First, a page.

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Fracking_and_Poverty_in_Mexico
In the poverty discussion, it is easy to forget Mexico. Although less than two percent of the country lives below the international poverty line set by the World Bank, poverty and lack of economic and educational opportunity is very prevalent throughout the country. It is estimated that 42 percent of the population lives in some degree of poverty in Mexico.

Under President Enrique Peña Nieto’s administration, efforts to provide economic and educational opportunities have been made and the country has also instituted universal healthcare during his time in office.

One of Mexico’s newest ambitions is to extract the oil and gas reserves in the Eagle Shale Ford. The massive shale field starts in Texas and runs south along Mexico’s eastern corridor into Veracruz.

According to the Mexican government, the Eagle Shale Ford holds approximately 90 billion barrels of untapped oil and natural gas reserves. This makes Mexico one of the biggest hydrocarbon controlling countries in the world.

Officials believe that the rise of hydraulic fracturing in the United States can be applied in Mexico. Hydraulic fracturing, or “fracking,” involves drilling into shale and blasting a mixture of water, sand and a litany of chemicals against the rock. This fractures the rock, allowing the gas or oil to be extracted.

This method has recently enabled Texas to ramp up oil operations. The state now produces as much oil annually as Mexico does.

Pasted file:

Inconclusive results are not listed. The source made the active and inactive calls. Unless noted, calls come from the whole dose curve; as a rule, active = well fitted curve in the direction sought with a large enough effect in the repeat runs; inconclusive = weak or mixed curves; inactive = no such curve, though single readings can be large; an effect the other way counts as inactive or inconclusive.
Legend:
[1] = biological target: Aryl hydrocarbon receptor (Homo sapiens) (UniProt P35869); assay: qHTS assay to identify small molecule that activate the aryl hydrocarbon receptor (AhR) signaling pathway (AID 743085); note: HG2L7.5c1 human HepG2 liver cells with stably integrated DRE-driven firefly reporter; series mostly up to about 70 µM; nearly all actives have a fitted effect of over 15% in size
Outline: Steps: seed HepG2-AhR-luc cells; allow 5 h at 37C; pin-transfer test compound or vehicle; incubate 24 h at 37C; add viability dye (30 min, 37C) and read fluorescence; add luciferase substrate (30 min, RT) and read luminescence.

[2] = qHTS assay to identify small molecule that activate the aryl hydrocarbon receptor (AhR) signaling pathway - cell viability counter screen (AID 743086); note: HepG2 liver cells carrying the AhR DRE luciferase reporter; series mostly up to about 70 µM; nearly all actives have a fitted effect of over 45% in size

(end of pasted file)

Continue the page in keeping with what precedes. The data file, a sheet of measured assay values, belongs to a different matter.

President Nieto passed legislation last year that ended Pemex, the state-owned energy monopoly, and opened up foreign investment to private energy companies.

The difference between oil exploitation in Texas and Mexico is striking. Texas has over 8,000 wells operating in the shale field. In northern Mexico, there were only 25 by the end of 2014.

Mexico believes it is in their best economic interest to exploit the rest of their reserves. In an interview with Dallas Morning News, Mexican Ambassador Medina Mora said that the development of wells is key to limiting the influence of cartels. “The best way to counteract organized crime is to develop jobs in poor areas, that’s why investment by foreign energy companies is key to our future,” Mora said.

However Mexico’s ambition to exploit these reserves have many barriers. Some areas in the Eagle Shale Ford are controlled by various drug cartels. Foreign companies performing preliminary drilling have been known to pay cartels for access to prospective well sites.

Those same cartels also illegally extract oil from pipelines. Pemex asserts it has lost over a billion dollars in revenue over the past few years due to this.

For some foreign energy companies, this lack of security has kept them away from Mexico. Federal Congressman Javier Travińo of Nuevo León said that states must “get their house in order” if they want international investment.

Despite the day and night differences in security and infrastructure in Texas and Mexico, fracking still raises the same health and environmental concerns.

Fracking is banned in New York, Maryland and various counties and municipalities across the US. It is prohibited in Scotland and Wales as well. These bans were enacted due to the proven environmental and health concerns surrounding the process.

There are 250 chemicals commonly used in fracking. Many are detrimental to mammals, aquatic life and human health. The water and chemical mixture, or slurry, that is left in the ground has been linked to contaminated groundwater. Some chemicals have unknown effects.

The amount of water used for fracking also raises concern. In 2011, the Environmental Protection Agency estimated that 70 to 140 billion gallons of water were used in the U.S. for fracking. For water deprived Mexico, this will be an issue if necessary infrastructure and security materialize.